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Recent NBC/WSJ Health Care Polling Results
Our recent work for the NBC/WSJ Poll has yielded some interesting findings on the topic of health care/the Affordable Care Act.
Here are some quick thoughts about what struck me about this data:
- As it has been for years, attitudes about the new health care law are remarkably stable. And, as it has been for years, the intensity is against the new law.
- Here’s a number that popped off the page that demonstrates this point about the Affordable Care Act never generating support among what should be its core supporters. Among the 26% of respondents who are dissatisfied with their medical care and health care coverage, only 10% say the new health care law will have a positive impact on them and their family, with 41% saying it will have a negative impact (43% say it will not have much of an impact either way). This result is worse than among the 73% who are satisfied with their care and coverage (13% positive/26% negative/57% not much impact on me and my family).
- In fact, among the ten sub-groups most dissatisfied with their current medical care and coverage, only one sub-group (Latinos) believes the new law will be more likely to have a positive rather than a negative impact on them and their family.
- Importantly, when asked about personal impact on them and their family, a majority (53%) say the new health care law will have “not much of an impact either way.” This may well suggest Americans might be open to changing their views if the new law does have a positive personal impact on them and their family.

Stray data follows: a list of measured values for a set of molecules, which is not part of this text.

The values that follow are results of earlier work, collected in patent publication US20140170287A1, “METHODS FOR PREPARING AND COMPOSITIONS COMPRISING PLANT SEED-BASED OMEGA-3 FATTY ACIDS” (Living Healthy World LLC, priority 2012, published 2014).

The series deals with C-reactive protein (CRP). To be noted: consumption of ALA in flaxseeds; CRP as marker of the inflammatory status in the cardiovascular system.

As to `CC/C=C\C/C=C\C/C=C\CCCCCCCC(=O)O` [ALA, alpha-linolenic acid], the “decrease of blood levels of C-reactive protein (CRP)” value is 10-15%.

- As we count down to the October 1st opening of the exchanges, one does not envy the job ahead as the targets of this effort (the uninsured) are, of course, among the least familiar with the new law. Among the six sub-groups who are the most likely to say they are uninsured, between 67% and 80% of each sub-group say they do not understand the law.
- Today, only 32% of the uninsured say they would be likely to sign up for coverage through an exchange.
- Lack of familiarity goes far beyond the uninsured, however, as only 30% of Americans say they understand the law very or pretty well, 35% say only somewhat well, and a full 34% say they do not understand the law very well at all. If there is good news for supporters of the Affordable Care Act, it is that those most familiar with the law are also less negative (42% health care law is a good idea/45% bad idea) than those who do not understand the law very well at all (17% health care law is a good idea/44% bad idea).
- While Americans may not know every detail of the law, in the short term, attitudes may be relatively stable and difficult to change. We did an open-end question asking people why they believe the new law is either a good idea or a bad idea. The results are generally thoughtful, detailed, and frequently reflect the partisan divide in attitudes that have always existed about the law, which all contribute to making a change in attitudes difficult.
We have the great privilege of polling for NBC/WSJ and CNBC. In both September surveys (more coming, CNBC to be released late this week), we designed a series of measures as a baseline so we can carefully track attitudes over time as the implementation of the Affordable Care Act moves forward.
And, here’s the overall point – we are moving quickly now from a health care policy debate to what I call the “health care reality outcome” portion of the debate when Americans’ attitudes will be determined based on their assessments of the new health care law and its consequences to them personally.